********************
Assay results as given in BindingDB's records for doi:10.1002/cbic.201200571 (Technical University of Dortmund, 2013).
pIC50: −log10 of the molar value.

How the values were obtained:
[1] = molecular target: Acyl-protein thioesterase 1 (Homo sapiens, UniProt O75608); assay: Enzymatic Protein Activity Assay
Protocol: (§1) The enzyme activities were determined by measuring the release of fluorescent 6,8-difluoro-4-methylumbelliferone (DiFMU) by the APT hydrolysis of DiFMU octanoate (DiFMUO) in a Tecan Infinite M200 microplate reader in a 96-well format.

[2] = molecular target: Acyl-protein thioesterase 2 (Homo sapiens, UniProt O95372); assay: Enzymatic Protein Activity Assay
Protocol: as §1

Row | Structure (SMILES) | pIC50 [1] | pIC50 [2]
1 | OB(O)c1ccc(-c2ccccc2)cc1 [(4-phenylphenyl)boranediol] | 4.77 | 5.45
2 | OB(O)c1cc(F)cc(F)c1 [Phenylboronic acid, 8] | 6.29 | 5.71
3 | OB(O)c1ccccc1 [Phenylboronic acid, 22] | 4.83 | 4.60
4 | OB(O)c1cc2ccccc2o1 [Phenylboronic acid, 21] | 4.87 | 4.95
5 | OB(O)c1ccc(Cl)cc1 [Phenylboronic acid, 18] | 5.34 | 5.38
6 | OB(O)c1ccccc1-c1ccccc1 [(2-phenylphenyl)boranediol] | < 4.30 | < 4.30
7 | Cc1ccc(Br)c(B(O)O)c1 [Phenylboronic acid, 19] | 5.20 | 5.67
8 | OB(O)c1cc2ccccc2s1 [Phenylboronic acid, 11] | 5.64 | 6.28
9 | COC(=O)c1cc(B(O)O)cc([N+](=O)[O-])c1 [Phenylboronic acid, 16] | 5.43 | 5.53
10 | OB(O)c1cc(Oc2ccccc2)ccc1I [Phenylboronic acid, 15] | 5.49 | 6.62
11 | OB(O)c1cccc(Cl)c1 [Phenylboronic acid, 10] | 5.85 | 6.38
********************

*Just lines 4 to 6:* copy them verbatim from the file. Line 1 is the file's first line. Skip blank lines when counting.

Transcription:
[1] = molecular target: Acyl-protein thioesterase 1 (Homo sapiens, UniProt O75608); assay: Enzymatic Protein Activity Assay
Protocol: (§1) The enzyme activities were determined by measuring the release of fluorescent 6,8-difluoro-4-methylumbelliferone (DiFMU) by the APT hydrolysis of DiFMU octanoate (DiFMUO) in a Tecan Infinite M200 microplate reader in a 96-well format.

[2] = molecular target: Acyl-protein thioesterase 2 (Homo sapiens, UniProt O95372); assay: Enzymatic Protein Activity Assay